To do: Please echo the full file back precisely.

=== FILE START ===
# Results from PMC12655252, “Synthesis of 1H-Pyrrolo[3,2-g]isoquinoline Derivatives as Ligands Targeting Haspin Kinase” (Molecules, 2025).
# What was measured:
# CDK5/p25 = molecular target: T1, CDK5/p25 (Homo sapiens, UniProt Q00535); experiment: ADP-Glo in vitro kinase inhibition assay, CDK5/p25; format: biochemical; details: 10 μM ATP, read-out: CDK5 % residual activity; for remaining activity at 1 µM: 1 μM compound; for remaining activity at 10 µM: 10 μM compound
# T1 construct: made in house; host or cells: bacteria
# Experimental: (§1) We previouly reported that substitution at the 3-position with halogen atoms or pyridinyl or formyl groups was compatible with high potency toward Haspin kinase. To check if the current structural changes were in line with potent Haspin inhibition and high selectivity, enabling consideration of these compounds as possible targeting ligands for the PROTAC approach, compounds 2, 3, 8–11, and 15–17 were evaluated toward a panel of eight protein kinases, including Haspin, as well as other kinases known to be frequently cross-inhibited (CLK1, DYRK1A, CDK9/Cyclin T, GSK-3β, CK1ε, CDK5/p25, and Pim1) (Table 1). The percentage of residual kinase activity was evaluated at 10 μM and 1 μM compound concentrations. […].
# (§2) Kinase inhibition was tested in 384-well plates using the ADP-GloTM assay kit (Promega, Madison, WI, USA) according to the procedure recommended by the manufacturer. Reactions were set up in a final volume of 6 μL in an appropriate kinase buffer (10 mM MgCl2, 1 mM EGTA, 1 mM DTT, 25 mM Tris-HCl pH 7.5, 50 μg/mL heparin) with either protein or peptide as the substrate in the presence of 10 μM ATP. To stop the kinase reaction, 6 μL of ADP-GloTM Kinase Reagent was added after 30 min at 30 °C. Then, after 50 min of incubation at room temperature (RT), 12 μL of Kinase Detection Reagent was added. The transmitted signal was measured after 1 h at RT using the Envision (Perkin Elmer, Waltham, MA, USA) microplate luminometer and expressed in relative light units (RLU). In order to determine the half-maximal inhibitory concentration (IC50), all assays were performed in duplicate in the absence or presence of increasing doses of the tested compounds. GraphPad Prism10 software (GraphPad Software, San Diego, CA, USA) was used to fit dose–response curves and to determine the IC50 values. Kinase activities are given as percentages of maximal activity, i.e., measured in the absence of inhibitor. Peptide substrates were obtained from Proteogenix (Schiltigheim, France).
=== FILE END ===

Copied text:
# Results from PMC12655252, “Synthesis of 1H-Pyrrolo[3,2-g]isoquinoline Derivatives as Ligands Targeting Haspin Kinase” (Molecules, 2025).
# What was measured:
# CDK5/p25 = molecular target: T1, CDK5/p25 (Homo sapiens, UniProt Q00535); experiment: ADP-Glo in vitro kinase inhibition assay, CDK5/p25; format: biochemical; details: 10 μM ATP, read-out: CDK5 % residual activity; for remaining activity at 1 µM: 1 μM compound; for remaining activity at 10 µM: 10 μM compound
# T1 construct: made in house; host or cells: bacteria
# Experimental: (§1) We previouly reported that substitution at the 3-position with halogen atoms or pyridinyl or formyl groups was compatible with high potency toward Haspin kinase. To check if the current structural changes were in line with potent Haspin inhibition and high selectivity, enabling consideration of these compounds as possible targeting ligands for the PROTAC approach, compounds 2, 3, 8–11, and 15–17 were evaluated toward a panel of eight protein kinases, including Haspin, as well as other kinases known to be frequently cross-inhibited (CLK1, DYRK1A, CDK9/Cyclin T, GSK-3β, CK1ε, CDK5/p25, and Pim1) (Table 1). The percentage of residual kinase activity was evaluated at 10 μM and 1 μM compound concentrations. […].
# (§2) Kinase inhibition was tested in 384-well plates using the ADP-GloTM assay kit (Promega, Madison, WI, USA) according to the procedure recommended by the manufacturer. Reactions were set up in a final volume of 6 μL in an appropriate kinase buffer (10 mM MgCl2, 1 mM EGTA, 1 mM DTT, 25 mM Tris-HCl pH 7.5, 50 μg/mL heparin) with either protein or peptide as the substrate in the presence of 10 μM ATP. To stop the kinase reaction, 6 μL of ADP-GloTM Kinase Reagent was added after 30 min at 30 °C. Then, after 50 min of incubation at room temperature (RT), 12 μL of Kinase Detection Reagent was added. The transmitted signal was measured after 1 h at RT using the Envision (Perkin Elmer, Waltham, MA, USA) microplate luminometer and expressed in relative light units (RLU). In order to determine the half-maximal inhibitory concentration (IC50), all assays were performed in duplicate in the absence or presence of increasing doses of the tested compounds. GraphPad Prism10 software (GraphPad Software, San Diego, CA, USA) was used to fit dose–response curves and to determine the IC50 values. Kinase activities are given as percentages of maximal activity, i.e., measured in the absence of inhibitor. Peptide substrates were obtained from Proteogenix (Schiltigheim, France).